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WCAG 2.0 says:

(1.4.4) Resize text: Except for captions and images of text, text can be resized without assistive technology up to 200 percent without loss of content or functionality. (Level AA)

And elaborates with:

The scaling of content is primarily a user agent responsibility.

and:

The author's responsibility is to create Web content that does not prevent the user agent from scaling the content effectively.

Internet Explorer's 'Text Size' option does not resize text coded with a pixel based font size. Therfore, to conform with the accessibility guidelines, we authours have traditionally avoided using pixel based font-sizes in CSS, opting for the more difficult em based font-sizes instead.

But since version 7, Internet Explorer has provided an alternative method to increase text size - the 'Zoom' option - which works with pixel-based font sizes.

Am I legally obliged to continue to support IE's Text Size feature when there is an alternative 'Zoom' feature in the browser settings?

WCAG 2 goes on to say:

If the author is using a technology whose user agents do not provide zoom support, the author is responsible to provide this type of functionality directly or to provide content that works with the type of functionality provided by the user agent.

Based in user stats, I no longer support IE6. Does this have any bearing on the answer? I no longer support IE 3 or Netscape 1 either for that matter, but these browsers seem less of an issue.


Thanks for the responses. Everything you say I agree with but i think the crux of my question has been lost so let be add some context.

I work on a large corporate site which has been around for more than a decade, has tens of thousands of pages, hundreds of CSS files of varying sizes (yes, we know) and font sizes set in pixels (again we know)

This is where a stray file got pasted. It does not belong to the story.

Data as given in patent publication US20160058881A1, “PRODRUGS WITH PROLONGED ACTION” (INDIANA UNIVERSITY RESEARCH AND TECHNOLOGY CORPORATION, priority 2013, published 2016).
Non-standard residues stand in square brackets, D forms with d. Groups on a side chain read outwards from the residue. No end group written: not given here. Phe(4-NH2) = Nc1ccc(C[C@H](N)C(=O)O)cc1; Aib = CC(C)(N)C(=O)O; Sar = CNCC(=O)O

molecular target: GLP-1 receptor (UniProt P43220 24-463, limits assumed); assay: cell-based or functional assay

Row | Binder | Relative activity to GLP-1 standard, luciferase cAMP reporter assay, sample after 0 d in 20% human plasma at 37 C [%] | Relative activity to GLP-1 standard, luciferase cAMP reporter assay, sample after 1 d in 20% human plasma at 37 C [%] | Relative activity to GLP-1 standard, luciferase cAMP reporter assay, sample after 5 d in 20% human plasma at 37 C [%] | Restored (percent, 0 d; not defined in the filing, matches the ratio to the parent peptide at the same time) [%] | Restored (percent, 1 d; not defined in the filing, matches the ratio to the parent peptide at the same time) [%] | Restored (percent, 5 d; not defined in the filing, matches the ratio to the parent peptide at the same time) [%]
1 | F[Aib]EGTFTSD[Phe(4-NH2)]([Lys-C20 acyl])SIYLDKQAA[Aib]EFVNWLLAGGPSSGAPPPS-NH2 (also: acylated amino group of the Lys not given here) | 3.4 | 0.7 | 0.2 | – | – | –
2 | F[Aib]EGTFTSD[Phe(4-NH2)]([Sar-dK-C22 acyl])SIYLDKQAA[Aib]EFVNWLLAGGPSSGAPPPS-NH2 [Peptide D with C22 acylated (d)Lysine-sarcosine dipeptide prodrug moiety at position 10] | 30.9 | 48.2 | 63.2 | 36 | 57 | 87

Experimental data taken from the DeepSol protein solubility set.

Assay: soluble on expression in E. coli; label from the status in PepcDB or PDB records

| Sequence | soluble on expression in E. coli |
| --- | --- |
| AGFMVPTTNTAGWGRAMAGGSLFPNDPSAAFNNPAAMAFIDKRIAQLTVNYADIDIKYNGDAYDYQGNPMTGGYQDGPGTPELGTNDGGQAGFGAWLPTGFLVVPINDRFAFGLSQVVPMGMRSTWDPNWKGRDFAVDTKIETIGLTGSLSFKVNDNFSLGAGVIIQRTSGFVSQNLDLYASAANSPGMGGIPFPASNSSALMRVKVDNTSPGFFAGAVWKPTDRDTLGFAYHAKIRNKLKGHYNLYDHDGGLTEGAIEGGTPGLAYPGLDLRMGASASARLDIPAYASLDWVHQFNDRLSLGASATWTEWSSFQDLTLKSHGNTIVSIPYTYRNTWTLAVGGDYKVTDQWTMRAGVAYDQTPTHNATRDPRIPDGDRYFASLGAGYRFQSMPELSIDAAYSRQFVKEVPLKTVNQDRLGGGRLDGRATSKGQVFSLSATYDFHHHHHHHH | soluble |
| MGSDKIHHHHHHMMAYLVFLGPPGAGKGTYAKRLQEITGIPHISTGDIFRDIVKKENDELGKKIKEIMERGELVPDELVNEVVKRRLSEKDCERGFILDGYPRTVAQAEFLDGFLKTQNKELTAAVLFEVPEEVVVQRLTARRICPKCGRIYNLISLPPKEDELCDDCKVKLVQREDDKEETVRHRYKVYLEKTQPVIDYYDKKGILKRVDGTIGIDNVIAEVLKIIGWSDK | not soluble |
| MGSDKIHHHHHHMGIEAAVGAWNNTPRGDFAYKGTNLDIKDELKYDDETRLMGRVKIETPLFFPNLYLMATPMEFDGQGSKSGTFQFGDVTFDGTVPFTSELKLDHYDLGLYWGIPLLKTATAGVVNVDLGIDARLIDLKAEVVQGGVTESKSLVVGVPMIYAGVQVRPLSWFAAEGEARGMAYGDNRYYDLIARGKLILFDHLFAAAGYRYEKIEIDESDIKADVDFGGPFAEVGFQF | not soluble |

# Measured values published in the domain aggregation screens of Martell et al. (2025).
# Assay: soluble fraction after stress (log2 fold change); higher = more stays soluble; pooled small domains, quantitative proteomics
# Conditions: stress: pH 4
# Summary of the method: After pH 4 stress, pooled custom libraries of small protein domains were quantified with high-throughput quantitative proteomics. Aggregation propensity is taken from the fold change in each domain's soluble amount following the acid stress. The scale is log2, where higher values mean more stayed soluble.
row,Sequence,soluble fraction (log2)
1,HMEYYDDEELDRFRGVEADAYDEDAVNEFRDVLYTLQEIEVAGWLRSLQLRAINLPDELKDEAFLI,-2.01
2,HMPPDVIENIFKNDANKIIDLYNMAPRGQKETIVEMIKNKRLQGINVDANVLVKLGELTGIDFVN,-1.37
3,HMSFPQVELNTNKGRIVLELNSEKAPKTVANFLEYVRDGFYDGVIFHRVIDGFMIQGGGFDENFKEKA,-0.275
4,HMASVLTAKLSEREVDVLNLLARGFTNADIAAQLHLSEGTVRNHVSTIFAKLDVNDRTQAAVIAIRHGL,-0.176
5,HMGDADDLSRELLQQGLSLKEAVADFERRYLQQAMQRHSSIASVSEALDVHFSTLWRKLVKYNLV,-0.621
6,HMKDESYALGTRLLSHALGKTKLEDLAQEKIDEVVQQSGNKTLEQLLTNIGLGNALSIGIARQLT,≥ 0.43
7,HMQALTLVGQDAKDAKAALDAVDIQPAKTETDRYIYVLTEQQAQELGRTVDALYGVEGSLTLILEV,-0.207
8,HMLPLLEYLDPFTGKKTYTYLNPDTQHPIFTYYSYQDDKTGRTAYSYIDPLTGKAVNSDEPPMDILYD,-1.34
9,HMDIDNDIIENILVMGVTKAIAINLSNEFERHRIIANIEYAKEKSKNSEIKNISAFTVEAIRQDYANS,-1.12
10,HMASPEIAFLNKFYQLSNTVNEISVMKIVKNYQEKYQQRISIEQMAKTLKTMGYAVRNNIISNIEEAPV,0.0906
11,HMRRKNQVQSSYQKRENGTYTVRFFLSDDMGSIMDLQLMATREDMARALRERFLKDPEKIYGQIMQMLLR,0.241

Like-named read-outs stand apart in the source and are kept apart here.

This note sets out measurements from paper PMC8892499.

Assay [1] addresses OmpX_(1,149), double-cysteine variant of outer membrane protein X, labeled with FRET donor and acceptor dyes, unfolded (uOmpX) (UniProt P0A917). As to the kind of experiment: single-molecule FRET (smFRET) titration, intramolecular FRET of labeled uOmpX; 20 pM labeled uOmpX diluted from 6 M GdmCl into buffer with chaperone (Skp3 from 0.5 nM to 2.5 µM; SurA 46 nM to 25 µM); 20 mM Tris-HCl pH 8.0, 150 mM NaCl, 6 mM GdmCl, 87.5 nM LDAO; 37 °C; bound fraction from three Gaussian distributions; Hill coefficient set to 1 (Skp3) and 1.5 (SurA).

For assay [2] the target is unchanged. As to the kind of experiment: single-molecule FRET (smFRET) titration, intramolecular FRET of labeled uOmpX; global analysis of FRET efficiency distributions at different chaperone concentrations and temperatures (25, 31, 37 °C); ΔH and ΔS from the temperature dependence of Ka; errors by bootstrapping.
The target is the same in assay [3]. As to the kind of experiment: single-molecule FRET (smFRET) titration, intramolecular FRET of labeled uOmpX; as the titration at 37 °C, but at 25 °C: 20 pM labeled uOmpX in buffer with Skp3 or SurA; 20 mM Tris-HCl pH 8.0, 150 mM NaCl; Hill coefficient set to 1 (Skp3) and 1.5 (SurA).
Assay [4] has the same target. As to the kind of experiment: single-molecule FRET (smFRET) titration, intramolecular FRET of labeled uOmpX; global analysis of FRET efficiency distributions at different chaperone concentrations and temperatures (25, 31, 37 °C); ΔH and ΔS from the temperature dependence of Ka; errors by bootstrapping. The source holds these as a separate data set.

Pixel fonts mean the 'Text Size' browser setting in IE (even IE10) will not resize the text. As Robooneus rightly says ems will inherit the browser font size setting and are the better option, but pixels will not.

As a result, any user who needs bigger text in order to access our services, who is using any version of IE, will not be able to increase the font size using the 'text size' setting, but will be able to zoom the page if they have IE7 or above.

Am I legally obliged to continue to support IE's Text Size feature when there is an alternative 'Zoom' feature in the browser settings? For example, a user may be restricted to using an old browser such as IE6, or may not want to zoom the page beyond the size of the screen.

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Never realized this was an issue with i.e., but I hold issue with your assertion that ems are "more difficult". They offer a lot more flexibility than pixel-based font sizes -- specifically because they take into account a user's settings (browser font size) and you can set a general em-based font size for the site and set all other font sizes in relation to it for the site. For the most part, they are considered good practice for this reason -- nothing to do with IE6. –  robooneus Jul 26 '13 at 9:43
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What robooneus said. Nobody cares about IE6, so why should supporting it or not be an issue? Also, I'm not sure what you were going to use instead of ems. –  Mr Lister Jul 26 '13 at 10:08
    
Thanks, I've added context to my original question to clarify. –  Steven Tew Jul 27 '13 at 12:11